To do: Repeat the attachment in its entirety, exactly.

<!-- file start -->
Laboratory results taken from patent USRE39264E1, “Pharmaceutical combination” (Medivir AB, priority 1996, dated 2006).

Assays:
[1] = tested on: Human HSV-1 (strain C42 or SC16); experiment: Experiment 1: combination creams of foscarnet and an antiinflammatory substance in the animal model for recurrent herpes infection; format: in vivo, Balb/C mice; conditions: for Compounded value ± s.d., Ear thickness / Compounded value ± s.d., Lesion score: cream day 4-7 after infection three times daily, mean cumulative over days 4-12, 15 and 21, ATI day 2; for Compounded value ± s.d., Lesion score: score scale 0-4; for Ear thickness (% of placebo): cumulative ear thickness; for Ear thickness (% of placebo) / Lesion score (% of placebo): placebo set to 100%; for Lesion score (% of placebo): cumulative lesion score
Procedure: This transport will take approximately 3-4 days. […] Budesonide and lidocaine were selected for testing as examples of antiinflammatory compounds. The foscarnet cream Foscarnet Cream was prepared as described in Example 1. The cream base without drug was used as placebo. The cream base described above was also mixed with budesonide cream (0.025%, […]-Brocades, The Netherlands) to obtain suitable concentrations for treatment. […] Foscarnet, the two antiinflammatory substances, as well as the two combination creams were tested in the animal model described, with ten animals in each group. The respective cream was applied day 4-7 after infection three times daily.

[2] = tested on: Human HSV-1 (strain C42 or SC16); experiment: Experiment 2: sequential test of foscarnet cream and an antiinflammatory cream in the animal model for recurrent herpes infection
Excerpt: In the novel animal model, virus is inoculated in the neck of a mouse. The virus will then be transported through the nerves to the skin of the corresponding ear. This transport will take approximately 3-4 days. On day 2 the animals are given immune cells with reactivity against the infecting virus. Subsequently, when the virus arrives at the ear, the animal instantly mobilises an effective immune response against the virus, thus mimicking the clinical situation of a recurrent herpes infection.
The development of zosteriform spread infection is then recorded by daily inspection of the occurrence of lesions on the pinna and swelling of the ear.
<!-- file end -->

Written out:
Laboratory results taken from patent USRE39264E1, “Pharmaceutical combination” (Medivir AB, priority 1996, dated 2006).

Assays:
[1] = tested on: Human HSV-1 (strain C42 or SC16); experiment: Experiment 1: combination creams of foscarnet and an antiinflammatory substance in the animal model for recurrent herpes infection; format: in vivo, Balb/C mice; conditions: for Compounded value ± s.d., Ear thickness / Compounded value ± s.d., Lesion score: cream day 4-7 after infection three times daily, mean cumulative over days 4-12, 15 and 21, ATI day 2; for Compounded value ± s.d., Lesion score: score scale 0-4; for Ear thickness (% of placebo): cumulative ear thickness; for Ear thickness (% of placebo) / Lesion score (% of placebo): placebo set to 100%; for Lesion score (% of placebo): cumulative lesion score
Procedure: This transport will take approximately 3-4 days. […] Budesonide and lidocaine were selected for testing as examples of antiinflammatory compounds. The foscarnet cream Foscarnet Cream was prepared as described in Example 1. The cream base without drug was used as placebo. The cream base described above was also mixed with budesonide cream (0.025%, […]-Brocades, The Netherlands) to obtain suitable concentrations for treatment. […] Foscarnet, the two antiinflammatory substances, as well as the two combination creams were tested in the animal model described, with ten animals in each group. The respective cream was applied day 4-7 after infection three times daily.

[2] = tested on: Human HSV-1 (strain C42 or SC16); experiment: Experiment 2: sequential test of foscarnet cream and an antiinflammatory cream in the animal model for recurrent herpes infection
Excerpt: In the novel animal model, virus is inoculated in the neck of a mouse. The virus will then be transported through the nerves to the skin of the corresponding ear. This transport will take approximately 3-4 days. On day 2 the animals are given immune cells with reactivity against the infecting virus. Subsequently, when the virus arrives at the ear, the animal instantly mobilises an effective immune response against the virus, thus mimicking the clinical situation of a recurrent herpes infection.
The development of zosteriform spread infection is then recorded by daily inspection of the occurrence of lesions on the pinna and swelling of the ear.